In his religious belief he was a zealous Unitarian. At the age of nineteen he drew up a paper, and, in conjunction with a friend, obtained the list of subscriptions, amounting to about $2,000, which formed the initial organic basis of the American Unitarian Association. This paper, in his handwriting, was preserved in the archives of the Association. He was, during its whole existence, the soul and life of the Young Men's Book and Pamphlet Society, an association for gratuitously distributing the best Liberal Christian Literature. He was anxious that at the centenary of the burning of Servetus a monument should be raised to that Unitarian martyr on the spot of his sacrifice, and anonymously made the public offer of $500 for that purpose, on condition that $1500 more were subscribed.

      While in Washington, on business with the Government, he was attacked by a fever, and after an illness of a week, he died on Friday, 27 Nov 1863, in his 56th year.

      One of two gentlemen conversing at his funeral said, "I have been intimately acquainted with Francis Alger for twenty years. I have seen him constantly, under all sorts of circumstances, in the most confidential relations; and I sincerely declare that I never knew him, in a single instance, to do one act, say one word, or reveal one sign of character, inconsistent with the most exalted standard of Christian duty and Christian purity." The other replied, "I have known him intimately for twenty years longer still, and can say the same thing that you have said, with unhesitating emphasis."

      The following is a list of his writings:

      1. Notes on the Minerals of Nova Scotia, 12 Amer. Journ. Science and Arts, 227, published in 1827. Also, a List of the minerals brought from Annapolis Basin, published in Bost. Journ. Phil. and Arts, and reprinted in 12 Amer. Journ. Science and Arts, 176.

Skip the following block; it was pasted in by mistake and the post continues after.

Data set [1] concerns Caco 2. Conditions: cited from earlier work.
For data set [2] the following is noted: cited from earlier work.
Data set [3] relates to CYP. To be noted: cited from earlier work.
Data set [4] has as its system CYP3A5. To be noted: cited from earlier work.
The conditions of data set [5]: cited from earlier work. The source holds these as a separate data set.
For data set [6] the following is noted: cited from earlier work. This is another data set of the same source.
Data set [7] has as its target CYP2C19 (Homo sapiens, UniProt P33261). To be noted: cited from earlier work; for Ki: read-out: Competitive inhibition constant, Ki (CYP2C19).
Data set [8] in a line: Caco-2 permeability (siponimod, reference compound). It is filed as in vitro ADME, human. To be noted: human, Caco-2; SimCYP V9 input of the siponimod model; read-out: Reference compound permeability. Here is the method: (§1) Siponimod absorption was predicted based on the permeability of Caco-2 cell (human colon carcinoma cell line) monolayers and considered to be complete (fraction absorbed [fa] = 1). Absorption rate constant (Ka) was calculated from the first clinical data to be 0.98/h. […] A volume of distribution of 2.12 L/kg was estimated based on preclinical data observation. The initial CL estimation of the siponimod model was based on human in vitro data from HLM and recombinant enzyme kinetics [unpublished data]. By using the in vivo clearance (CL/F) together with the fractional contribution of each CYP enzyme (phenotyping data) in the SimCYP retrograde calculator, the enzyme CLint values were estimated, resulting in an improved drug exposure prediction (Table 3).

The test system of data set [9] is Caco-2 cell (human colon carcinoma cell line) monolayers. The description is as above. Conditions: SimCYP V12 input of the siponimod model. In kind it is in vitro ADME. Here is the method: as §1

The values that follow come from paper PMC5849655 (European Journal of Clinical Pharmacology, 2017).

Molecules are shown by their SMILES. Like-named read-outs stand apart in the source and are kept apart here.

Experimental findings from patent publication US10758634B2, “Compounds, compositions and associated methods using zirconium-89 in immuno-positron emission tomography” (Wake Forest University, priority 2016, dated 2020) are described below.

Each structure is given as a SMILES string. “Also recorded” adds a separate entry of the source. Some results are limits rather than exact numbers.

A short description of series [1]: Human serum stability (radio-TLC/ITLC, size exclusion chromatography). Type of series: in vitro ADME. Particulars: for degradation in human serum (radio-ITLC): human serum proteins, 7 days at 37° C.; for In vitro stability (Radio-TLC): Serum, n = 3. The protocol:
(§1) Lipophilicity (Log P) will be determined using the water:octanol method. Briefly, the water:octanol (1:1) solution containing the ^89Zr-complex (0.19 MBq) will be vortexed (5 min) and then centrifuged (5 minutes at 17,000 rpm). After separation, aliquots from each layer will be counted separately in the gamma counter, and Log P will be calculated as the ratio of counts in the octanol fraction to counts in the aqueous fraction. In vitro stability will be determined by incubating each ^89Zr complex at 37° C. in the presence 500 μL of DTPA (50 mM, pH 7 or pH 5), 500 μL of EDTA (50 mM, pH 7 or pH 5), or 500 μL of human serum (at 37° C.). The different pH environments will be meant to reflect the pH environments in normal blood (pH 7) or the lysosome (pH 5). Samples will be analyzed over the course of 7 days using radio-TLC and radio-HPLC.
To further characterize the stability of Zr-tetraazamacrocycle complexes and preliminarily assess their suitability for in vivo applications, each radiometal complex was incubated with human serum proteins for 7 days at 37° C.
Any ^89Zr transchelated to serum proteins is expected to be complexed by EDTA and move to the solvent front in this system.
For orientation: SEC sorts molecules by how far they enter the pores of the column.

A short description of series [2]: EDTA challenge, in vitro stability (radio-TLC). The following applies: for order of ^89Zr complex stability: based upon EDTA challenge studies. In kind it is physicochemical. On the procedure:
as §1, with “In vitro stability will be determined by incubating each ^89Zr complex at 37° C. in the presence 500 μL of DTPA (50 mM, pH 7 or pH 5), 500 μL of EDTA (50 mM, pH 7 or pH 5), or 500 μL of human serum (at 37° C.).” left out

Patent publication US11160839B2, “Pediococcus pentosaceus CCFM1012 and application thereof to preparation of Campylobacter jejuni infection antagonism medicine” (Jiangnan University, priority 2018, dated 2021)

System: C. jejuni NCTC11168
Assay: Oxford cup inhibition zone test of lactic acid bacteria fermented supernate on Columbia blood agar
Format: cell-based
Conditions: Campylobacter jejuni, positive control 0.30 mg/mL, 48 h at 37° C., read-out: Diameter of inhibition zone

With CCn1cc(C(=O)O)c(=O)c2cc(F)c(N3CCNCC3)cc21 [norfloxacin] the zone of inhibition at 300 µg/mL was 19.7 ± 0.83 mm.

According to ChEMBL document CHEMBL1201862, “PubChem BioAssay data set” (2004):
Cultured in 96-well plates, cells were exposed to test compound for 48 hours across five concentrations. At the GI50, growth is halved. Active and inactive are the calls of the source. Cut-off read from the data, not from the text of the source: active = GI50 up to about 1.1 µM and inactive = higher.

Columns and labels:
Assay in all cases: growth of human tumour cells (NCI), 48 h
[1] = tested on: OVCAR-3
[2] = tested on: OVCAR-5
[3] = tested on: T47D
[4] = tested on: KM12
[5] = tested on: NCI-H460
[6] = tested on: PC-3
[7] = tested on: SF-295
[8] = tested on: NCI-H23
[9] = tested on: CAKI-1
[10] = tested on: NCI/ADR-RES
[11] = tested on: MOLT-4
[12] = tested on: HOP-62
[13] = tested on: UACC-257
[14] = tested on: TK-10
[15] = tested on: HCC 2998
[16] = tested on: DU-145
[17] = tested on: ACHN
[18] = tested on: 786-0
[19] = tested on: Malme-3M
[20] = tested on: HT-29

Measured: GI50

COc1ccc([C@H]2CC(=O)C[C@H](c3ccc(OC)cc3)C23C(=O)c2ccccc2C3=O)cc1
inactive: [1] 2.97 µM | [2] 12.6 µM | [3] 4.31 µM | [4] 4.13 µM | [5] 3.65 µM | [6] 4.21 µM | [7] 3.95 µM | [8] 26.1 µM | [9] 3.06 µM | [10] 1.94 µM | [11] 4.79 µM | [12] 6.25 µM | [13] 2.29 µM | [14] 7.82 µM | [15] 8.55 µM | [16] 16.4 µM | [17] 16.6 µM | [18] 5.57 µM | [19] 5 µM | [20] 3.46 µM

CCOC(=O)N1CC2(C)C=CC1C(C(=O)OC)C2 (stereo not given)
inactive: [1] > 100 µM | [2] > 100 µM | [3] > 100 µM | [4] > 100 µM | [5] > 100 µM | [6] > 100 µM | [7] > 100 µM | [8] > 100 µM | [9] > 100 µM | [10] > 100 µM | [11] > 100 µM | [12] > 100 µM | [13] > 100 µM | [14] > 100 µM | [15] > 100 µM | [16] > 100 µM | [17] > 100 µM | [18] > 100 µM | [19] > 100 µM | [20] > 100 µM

2. Joint Report on the Mineralogy of Nova Scotia, by Jackson and Alger, 14 Amer. Journ. Science and Arts, 305, vol. 25, pp. 132, 201, from 1827 to 1829.

      3. Alter's Phillips's Mineralogy, 12 mo. p. 662. Boston: Ticknor & Fields, 1844. This work Mr. Alger nearly doubled by the addition of new matter. It was his intention to publish a second edition, and several manuscript volumes of arranged facts remain among his papers.

      4. Zinc Mines of Franklin, N.J., 48 Amer. Journ. Science and Arts, 252.

      5. Formula of Masonite, 48 Amer. Journ. Science and Arts, 218.

      6. Notice of Minerals, 1 Amer. Journ. Science and Arts, N.S. 121, 122.

      7. Quartz containing Rutile, Proc. Amer. Assoc. for Adv. Science, and 10 Amer. Journ. Science and Arts, 2d Series, 12.

      8. Description and Figures of Crystals of California Gold, 10 Amer. Journ. Science and Arts. 2d Series, 101.

      9. Beaumontite and Lincolnite identical with Ileulandite, Proc. Bost. Soc. Nat. Hist., Oct. 4, 1844; 4 Bost. Journ. Nat. Hist., 422; 14 Amer. Journ. Science and Arts, 233, with figures.

      10. Description of Minerals from New Holland, 3 Bost. Journ. Nat. Hist., 305; 39 Amer. Journ. Science and Arts, 157, with figures.

      11. Notice of New Localities of Minerals, 5 Bost. Journ. Nat. Hist., 297; 2 Proc. Bost. Soc. Nat. Hist., 87.

      12. Algerite and a New Mineral from Cherokee Co., Georgia, 6 Bost. Journ. Nat. Hist., 118, 123.

      13 Description of Transparent Crystals of Red Oxide of Zinc from Franklin Mines, N.J., 8 Proc. Bost. Soc. Nat. Hist., 145.

      14. Claim of the late Cyrus Alger, for remuneration for the use by the United States of his inventions relative to fuses and shells. 8?. p. 69. Washington, 1862.?/i?

      ("Thomas Alger of Taunton and Bridgewater, in Massachusetts" - by Arthur M. Alger)
      **********

      Compiled and edited by Allen Alger, Alger Family Historian - e-mail: alger@alum.mit.edu

  • Sources 
    1. [S188] National Genealogical Society Quarterly, vol. 60 : p. 142. (Reliability: 3).

    2. [S169] Thomas Alger of Taunton and Bridgewater, Massachusetts, Arthur M. Alger, (Boston, Massachusetts: David Clapp & Son, 1876.).

    3. [S180] Alger e-files - Kung, Van, Van Kung, In Search of Francis Alger, a Boston Mineralogist - by Van Kung (Reliability: 3).

    4. [S168] Alger e-files - Hervey, Michael, Michael Hervey, Bridgewater, MA - Alger (Reliability: 3).